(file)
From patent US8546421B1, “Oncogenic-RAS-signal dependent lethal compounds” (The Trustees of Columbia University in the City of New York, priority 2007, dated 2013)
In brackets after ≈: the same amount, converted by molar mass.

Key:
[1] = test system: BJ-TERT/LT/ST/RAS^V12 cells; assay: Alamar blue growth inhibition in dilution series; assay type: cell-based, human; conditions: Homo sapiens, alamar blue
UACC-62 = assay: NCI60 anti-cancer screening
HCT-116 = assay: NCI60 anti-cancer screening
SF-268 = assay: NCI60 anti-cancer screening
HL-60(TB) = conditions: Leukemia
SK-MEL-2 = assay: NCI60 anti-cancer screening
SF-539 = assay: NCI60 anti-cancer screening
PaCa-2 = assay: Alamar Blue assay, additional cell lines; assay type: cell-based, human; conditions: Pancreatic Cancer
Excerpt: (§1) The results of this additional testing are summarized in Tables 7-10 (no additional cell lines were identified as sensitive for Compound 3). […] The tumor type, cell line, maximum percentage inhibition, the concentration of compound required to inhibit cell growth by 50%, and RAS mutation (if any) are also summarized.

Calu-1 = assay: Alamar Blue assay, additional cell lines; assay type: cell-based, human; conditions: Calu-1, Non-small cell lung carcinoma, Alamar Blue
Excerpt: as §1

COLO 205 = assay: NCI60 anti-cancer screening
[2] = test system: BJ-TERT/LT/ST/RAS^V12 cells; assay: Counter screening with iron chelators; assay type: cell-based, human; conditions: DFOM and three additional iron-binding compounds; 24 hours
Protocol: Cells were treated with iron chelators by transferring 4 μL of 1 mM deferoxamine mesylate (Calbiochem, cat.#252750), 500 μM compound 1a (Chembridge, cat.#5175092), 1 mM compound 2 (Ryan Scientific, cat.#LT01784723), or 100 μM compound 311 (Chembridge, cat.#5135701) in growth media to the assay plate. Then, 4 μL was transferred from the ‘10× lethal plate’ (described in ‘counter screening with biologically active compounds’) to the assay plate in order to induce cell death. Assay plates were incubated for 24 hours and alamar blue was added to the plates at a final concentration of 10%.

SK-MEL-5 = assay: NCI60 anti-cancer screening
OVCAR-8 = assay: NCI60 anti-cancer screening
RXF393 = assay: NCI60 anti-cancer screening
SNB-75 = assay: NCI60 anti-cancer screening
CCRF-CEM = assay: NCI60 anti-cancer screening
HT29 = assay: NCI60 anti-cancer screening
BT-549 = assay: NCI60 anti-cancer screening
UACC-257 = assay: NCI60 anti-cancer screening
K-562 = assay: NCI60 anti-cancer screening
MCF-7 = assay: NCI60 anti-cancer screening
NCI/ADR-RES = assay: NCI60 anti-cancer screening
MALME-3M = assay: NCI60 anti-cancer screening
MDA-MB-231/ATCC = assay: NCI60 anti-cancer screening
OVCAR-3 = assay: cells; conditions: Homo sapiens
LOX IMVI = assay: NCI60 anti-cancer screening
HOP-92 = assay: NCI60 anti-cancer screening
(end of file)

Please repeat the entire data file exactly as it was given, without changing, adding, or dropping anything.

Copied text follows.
From patent US8546421B1, “Oncogenic-RAS-signal dependent lethal compounds” (The Trustees of Columbia University in the City of New York, priority 2007, dated 2013)
In brackets after ≈: the same amount, converted by molar mass.

Key:
[1] = test system: BJ-TERT/LT/ST/RAS^V12 cells; assay: Alamar blue growth inhibition in dilution series; assay type: cell-based, human; conditions: Homo sapiens, alamar blue
UACC-62 = assay: NCI60 anti-cancer screening
HCT-116 = assay: NCI60 anti-cancer screening
SF-268 = assay: NCI60 anti-cancer screening
HL-60(TB) = conditions: Leukemia
SK-MEL-2 = assay: NCI60 anti-cancer screening
SF-539 = assay: NCI60 anti-cancer screening
PaCa-2 = assay: Alamar Blue assay, additional cell lines; assay type: cell-based, human; conditions: Pancreatic Cancer
Excerpt: (§1) The results of this additional testing are summarized in Tables 7-10 (no additional cell lines were identified as sensitive for Compound 3). […] The tumor type, cell line, maximum percentage inhibition, the concentration of compound required to inhibit cell growth by 50%, and RAS mutation (if any) are also summarized.

Calu-1 = assay: Alamar Blue assay, additional cell lines; assay type: cell-based, human; conditions: Calu-1, Non-small cell lung carcinoma, Alamar Blue
Excerpt: as §1

COLO 205 = assay: NCI60 anti-cancer screening
[2] = test system: BJ-TERT/LT/ST/RAS^V12 cells; assay: Counter screening with iron chelators; assay type: cell-based, human; conditions: DFOM and three additional iron-binding compounds; 24 hours
Protocol: Cells were treated with iron chelators by transferring 4 μL of 1 mM deferoxamine mesylate (Calbiochem, cat.#252750), 500 μM compound 1a (Chembridge, cat.#5175092), 1 mM compound 2 (Ryan Scientific, cat.#LT01784723), or 100 μM compound 311 (Chembridge, cat.#5135701) in growth media to the assay plate. Then, 4 μL was transferred from the ‘10× lethal plate’ (described in ‘counter screening with biologically active compounds’) to the assay plate in order to induce cell death. Assay plates were incubated for 24 hours and alamar blue was added to the plates at a final concentration of 10%.

SK-MEL-5 = assay: NCI60 anti-cancer screening
OVCAR-8 = assay: NCI60 anti-cancer screening
RXF393 = assay: NCI60 anti-cancer screening
SNB-75 = assay: NCI60 anti-cancer screening
CCRF-CEM = assay: NCI60 anti-cancer screening
HT29 = assay: NCI60 anti-cancer screening
BT-549 = assay: NCI60 anti-cancer screening
UACC-257 = assay: NCI60 anti-cancer screening
K-562 = assay: NCI60 anti-cancer screening
MCF-7 = assay: NCI60 anti-cancer screening
NCI/ADR-RES = assay: NCI60 anti-cancer screening
MALME-3M = assay: NCI60 anti-cancer screening
MDA-MB-231/ATCC = assay: NCI60 anti-cancer screening
OVCAR-3 = assay: cells; conditions: Homo sapiens
LOX IMVI = assay: NCI60 anti-cancer screening
HOP-92 = assay: NCI60 anti-cancer screening